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Investigating the Simultaneous Effects of Individual, Program and Neighborhood Attributes on Juvenile Recidivism Using GIS and Spatial Data Mining

NCJ Number
237986
Author(s)
Philip Harris; Jeremy Mennis; Zoran Obradovic; Alan Izenman; Heidi Grunwald; Brian Lockwood; Joe Jupin; Laura Chisholm
Date Published
March 2009
Length
253 pages
Annotation
This study developed, applied, and evaluated improved techniques for investigating the simultaneous effects of neighborhood and program forces in preventing juvenile recidivism.
Abstract
Five broad conclusions are drawn from the data. First, delinquent reoffending is spatially dependent rather than spatially diverse; this finding is strongest for drug offending. Second, recidivism among delinquent adolescents spreads through a process of peer contagion and is specific to offense type. Third, for some types of offending, especially drug selling, juveniles are likely to specialize; this specialization is likely to be influenced by opportunities, constraints, and pressures in the youth's neighborhood. Fourth, different spatial units and their unique problems require different causal models; social disorganization is not always a useful explanation of recidivism. Fifth, drug selling is more easily predicted than other types of offending and is more logically related to opportunities presented in the neighborhood. A general conclusion regarding the impact of treatment programs for juvenile offenders is that large community-based programs that serve diverse populations of juveniles are less effective than small, more specialized programs that are tailored to the needs of youths being served and the characteristics of the neighborhoods where the youths live. A primary implication of this research is that future research on causes of delinquency should include an examination of the neighborhoods in which youth live, particularly regarding peer contagion, which in turn determines offense specialization. Study methodology involved the use of linear modeling, geographic information systems (GIS), and spatial data mining. GIS enables the integration of diverse spatial data sets, the quantification of spatial relationships, and visualization of the results of spatial analysis. This approach facilitates the investigation of how and why recidivism rates vary from place to place, through different programs, and among individuals. Tables, figures, references, and appendixes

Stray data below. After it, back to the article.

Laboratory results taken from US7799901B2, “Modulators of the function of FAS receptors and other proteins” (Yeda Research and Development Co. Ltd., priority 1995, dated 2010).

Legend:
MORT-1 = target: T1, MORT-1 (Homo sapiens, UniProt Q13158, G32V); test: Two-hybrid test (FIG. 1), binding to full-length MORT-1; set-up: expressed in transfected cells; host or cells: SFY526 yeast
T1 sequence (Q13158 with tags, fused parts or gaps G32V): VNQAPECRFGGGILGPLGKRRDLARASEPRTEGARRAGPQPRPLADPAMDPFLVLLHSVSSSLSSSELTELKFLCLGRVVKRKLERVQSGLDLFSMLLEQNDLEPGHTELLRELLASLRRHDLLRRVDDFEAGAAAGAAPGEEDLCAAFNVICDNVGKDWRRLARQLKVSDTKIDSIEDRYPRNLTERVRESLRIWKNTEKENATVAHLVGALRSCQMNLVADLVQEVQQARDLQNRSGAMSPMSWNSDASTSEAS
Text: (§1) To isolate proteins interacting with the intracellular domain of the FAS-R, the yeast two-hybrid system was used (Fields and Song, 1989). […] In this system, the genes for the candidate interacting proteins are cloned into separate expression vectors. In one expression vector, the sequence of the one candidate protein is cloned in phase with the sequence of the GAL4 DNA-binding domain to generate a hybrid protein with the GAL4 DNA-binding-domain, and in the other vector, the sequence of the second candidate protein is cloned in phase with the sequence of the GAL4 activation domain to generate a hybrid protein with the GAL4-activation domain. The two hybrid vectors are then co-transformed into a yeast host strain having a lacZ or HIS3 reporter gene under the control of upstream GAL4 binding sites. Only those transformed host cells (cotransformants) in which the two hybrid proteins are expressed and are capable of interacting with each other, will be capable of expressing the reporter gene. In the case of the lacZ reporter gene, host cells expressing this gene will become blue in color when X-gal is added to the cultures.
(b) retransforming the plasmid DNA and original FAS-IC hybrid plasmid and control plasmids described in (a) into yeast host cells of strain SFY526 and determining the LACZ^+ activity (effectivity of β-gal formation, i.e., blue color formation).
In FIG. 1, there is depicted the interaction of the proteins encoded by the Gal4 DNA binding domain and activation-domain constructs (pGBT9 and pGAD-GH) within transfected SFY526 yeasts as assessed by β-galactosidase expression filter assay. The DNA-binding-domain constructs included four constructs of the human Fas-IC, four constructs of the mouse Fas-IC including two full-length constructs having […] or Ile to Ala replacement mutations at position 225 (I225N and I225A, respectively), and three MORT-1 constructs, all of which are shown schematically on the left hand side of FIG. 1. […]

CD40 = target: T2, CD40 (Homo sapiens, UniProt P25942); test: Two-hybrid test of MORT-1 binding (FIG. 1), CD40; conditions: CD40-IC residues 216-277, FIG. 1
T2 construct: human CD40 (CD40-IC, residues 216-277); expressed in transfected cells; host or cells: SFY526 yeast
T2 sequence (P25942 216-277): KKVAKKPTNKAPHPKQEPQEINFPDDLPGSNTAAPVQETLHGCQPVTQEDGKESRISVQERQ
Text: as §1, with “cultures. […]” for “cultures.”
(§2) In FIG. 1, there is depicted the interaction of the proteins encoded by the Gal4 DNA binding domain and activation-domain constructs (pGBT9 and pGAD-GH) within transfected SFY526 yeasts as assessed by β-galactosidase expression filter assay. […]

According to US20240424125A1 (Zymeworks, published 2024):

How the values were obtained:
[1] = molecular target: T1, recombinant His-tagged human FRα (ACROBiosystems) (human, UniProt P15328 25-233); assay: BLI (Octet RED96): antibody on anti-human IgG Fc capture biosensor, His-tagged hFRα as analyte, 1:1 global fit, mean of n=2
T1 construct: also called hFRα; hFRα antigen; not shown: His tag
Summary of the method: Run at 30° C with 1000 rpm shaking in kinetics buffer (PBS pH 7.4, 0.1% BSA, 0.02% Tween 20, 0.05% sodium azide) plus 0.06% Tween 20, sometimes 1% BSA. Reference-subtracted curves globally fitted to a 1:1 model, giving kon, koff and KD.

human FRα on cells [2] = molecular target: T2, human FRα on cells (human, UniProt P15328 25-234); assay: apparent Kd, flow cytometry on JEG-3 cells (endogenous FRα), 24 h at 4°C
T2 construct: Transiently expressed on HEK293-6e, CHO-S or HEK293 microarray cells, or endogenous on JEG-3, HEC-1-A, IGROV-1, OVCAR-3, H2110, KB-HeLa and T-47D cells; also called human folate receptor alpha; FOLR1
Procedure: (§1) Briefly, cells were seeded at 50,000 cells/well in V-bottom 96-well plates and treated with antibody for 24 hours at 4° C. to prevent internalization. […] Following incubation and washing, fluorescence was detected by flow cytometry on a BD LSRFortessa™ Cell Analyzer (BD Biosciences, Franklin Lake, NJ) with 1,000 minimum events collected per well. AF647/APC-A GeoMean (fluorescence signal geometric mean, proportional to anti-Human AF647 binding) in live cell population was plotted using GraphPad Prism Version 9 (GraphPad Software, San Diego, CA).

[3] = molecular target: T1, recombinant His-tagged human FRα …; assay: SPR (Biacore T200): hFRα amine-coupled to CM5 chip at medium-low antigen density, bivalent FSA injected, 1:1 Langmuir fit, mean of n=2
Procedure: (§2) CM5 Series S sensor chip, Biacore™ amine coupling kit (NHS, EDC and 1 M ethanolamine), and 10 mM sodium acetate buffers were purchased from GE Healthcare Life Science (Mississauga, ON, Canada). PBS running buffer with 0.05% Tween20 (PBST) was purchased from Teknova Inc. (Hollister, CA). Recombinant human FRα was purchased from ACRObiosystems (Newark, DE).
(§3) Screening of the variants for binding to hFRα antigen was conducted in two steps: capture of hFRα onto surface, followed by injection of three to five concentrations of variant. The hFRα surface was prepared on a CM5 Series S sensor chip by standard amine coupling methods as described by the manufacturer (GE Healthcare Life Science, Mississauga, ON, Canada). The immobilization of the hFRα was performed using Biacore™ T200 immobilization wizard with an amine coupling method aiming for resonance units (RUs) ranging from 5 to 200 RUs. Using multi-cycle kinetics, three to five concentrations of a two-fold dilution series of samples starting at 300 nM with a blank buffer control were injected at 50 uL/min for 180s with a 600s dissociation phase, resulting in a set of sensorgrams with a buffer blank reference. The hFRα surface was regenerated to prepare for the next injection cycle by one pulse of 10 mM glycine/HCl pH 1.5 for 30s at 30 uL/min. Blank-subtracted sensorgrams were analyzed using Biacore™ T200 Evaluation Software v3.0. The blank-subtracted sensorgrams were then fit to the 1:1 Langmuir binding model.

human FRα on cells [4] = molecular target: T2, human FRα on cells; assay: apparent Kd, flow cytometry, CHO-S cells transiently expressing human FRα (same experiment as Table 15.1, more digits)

Date Published: March 1, 2009